Horsemen to Talk Equine Health, Safety
The National Horsemen’s Benevolent and Protective Association will tackle equine health and welfare issues at a two-hour forum July 18 during its summer convention in Hershey, Pa.
The forum, the latest in a series of horse racing industry endeavors to study the issues and develop short- and long-term solutions, will come about a month after a congressional subcommittee hearing into equine breeding practices; use of medication, including steroids, in racehorses; and impediments to on-track safety. The House Subcommittee on Commerce, Trade, and Consumer Protection will hear from industry representatives June 19 in Washington, D.C.
The subcommittee’s “witness list” as of June 12 didn’t include a representative of a major horsemen’s group in the United States, though trainers Rick Dutrow Jr. and Jack Van Berg have been called to speak. The hearing has broad ramifications for horsemen practically and economically; Congress plans to consider if the racing industry’s “special status” under the federal Interstate Horseracing Act of 1978 is still warranted.
“The issue of the welfare and safety of the horse has been ongoing for quite some time,” Remi Bellocq, chief executive officer of the National Horsemen’s Benevolent and Protective Association, said June 12. “(The Welfare and Safety of the Racehorse Summit) was a good idea, and it has done a lot of good, solid work that needs to be continued. Plus, on this issue, (the summit) is a good convening authority (for the industry).”
The summit was launched in the fall of 2006 and continues to issue recommendations and authorize research. In May, The Jockey Club formed the Thoroughbred Safety Committee to look at equine health and safety and make recommendations, a few of which may be released the week of June 15. The panel was created just days after the breakdown and death of the filly Eight Belles in the May 3 Kentucky Derby Presented by Yum! Brands (gr. I).
Horsemen’s groups and others in the industry have long resisted attempts to tinker with the IHA, which authorizes simulcasts across state lines, including account wagering. About 85%-90% of pari-mutuel handle on live races is now generated off-track or through other electronic means.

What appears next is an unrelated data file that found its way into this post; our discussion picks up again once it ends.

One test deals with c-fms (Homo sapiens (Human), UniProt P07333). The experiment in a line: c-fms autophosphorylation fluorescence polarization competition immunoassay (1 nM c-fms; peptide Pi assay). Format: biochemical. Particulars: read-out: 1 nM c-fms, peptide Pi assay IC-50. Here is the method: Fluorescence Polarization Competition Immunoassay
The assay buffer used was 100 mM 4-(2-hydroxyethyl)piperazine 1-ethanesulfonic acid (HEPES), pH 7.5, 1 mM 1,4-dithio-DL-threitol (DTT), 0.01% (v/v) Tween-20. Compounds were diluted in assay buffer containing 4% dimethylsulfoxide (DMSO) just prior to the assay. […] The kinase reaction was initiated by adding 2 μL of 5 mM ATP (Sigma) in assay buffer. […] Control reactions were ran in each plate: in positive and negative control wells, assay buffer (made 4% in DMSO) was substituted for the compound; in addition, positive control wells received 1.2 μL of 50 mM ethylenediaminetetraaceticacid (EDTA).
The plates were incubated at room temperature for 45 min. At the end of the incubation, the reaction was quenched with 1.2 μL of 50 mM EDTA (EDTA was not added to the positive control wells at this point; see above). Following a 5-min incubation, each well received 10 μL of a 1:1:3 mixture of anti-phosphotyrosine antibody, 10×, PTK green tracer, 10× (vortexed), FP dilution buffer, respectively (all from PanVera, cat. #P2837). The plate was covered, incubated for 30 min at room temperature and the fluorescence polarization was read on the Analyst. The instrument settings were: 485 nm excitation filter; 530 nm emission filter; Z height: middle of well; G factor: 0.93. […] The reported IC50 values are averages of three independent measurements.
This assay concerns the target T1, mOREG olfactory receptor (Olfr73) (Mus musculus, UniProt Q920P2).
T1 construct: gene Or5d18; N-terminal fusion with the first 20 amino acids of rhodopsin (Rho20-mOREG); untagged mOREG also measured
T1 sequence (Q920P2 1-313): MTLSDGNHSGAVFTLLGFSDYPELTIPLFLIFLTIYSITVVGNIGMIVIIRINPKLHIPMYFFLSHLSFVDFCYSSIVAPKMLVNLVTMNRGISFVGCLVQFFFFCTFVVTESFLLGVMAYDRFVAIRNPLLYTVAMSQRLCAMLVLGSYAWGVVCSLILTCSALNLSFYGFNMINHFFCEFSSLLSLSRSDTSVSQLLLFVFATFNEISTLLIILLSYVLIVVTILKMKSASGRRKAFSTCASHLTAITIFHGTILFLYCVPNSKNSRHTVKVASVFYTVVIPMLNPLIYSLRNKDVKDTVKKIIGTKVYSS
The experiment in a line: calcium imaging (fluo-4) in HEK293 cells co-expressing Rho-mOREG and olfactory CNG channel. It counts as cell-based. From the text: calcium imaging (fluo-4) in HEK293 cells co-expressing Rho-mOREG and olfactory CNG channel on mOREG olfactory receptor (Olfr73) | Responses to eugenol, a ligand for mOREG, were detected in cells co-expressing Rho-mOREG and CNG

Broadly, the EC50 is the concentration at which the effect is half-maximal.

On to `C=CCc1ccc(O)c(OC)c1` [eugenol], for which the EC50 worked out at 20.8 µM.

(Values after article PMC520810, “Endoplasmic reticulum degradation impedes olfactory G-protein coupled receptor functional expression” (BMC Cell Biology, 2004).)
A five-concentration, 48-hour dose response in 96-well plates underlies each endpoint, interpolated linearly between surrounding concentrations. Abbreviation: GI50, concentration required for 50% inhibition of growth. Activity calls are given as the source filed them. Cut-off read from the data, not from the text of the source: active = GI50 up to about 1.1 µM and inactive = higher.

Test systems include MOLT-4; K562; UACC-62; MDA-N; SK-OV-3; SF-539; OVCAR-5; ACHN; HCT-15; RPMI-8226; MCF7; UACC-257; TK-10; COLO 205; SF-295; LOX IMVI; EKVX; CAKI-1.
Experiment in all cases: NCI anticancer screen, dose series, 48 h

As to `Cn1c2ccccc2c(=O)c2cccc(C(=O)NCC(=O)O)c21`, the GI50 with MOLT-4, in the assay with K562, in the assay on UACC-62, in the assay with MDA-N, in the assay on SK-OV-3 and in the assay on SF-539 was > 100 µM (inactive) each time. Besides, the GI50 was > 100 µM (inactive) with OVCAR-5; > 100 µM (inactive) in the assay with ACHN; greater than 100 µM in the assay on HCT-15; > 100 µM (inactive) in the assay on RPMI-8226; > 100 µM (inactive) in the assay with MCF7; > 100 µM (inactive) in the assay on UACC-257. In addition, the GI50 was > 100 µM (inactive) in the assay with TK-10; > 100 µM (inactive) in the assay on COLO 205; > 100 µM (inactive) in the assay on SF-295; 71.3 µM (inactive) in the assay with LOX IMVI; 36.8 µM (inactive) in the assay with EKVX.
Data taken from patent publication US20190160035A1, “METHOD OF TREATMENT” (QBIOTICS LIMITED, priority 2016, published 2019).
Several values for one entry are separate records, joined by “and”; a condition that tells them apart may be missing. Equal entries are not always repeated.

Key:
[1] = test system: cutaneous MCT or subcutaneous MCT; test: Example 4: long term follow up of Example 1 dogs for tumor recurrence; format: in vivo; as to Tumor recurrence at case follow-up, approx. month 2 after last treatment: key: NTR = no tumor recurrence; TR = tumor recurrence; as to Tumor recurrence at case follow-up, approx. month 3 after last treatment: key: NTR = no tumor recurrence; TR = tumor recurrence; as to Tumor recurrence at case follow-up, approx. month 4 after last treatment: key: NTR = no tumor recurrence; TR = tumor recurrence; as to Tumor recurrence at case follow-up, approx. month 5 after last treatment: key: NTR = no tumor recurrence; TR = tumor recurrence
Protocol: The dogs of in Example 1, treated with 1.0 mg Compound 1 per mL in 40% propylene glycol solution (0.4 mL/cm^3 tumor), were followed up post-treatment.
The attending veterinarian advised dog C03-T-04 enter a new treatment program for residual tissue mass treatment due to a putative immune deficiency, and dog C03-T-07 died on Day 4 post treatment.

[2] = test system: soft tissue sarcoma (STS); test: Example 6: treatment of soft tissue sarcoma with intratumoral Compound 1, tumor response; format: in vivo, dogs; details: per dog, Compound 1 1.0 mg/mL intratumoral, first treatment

Bellocq said the July 19 congressional hearing “could provide new insights,” but horsemen will be “watching very carefully what comes out of the hearing,” in particular any recommendations on the IHA.
“There’s probably a laundry list of people who would like to amend the IHA,” Bellocq said. “Our concern is that could open a Pandora ’s box. A lot of economic issues are at play right now.”
Indeed, some horsemen’s groups and racetracks are in conflict over fees charged for signals, and the resulting revenue to purses. The IHA gives horsemen’s groups and others the right to consent before signals are sent from racetracks to various wagering outlets.
The July 18 National HBPA forum, titled “Welfare and Safety of the Horse—Where We Are and Where We Are Going”—will look at equine health and welfare from a practical perspective for horsemen. The horsemen’s organization, with about 30 affiliates, also will discuss medication and wagering-related economic issues during its convention.
Bellocq said the July 18-20 convention will allow horsemen time to "weigh in" on any recommendations that come from the congressional hearing or industry groups. "(The convention) is when we really sit down and decide how to best move forward," he said.
“The National HBPA applauds the hard work our industry has been undertaking to address the issue of improved welfare and safety for horse and rider," National HBPA president Joe Santanna said in a statement released June 13. "We have dedicated substantial time during our upcoming convention on this issue, and we look forward to reviewing and acting on any and all recommendations, especially those from the Welfare and Safety of the Horse Summit and The Jockey Club Thoroughbred Safety Committee.”
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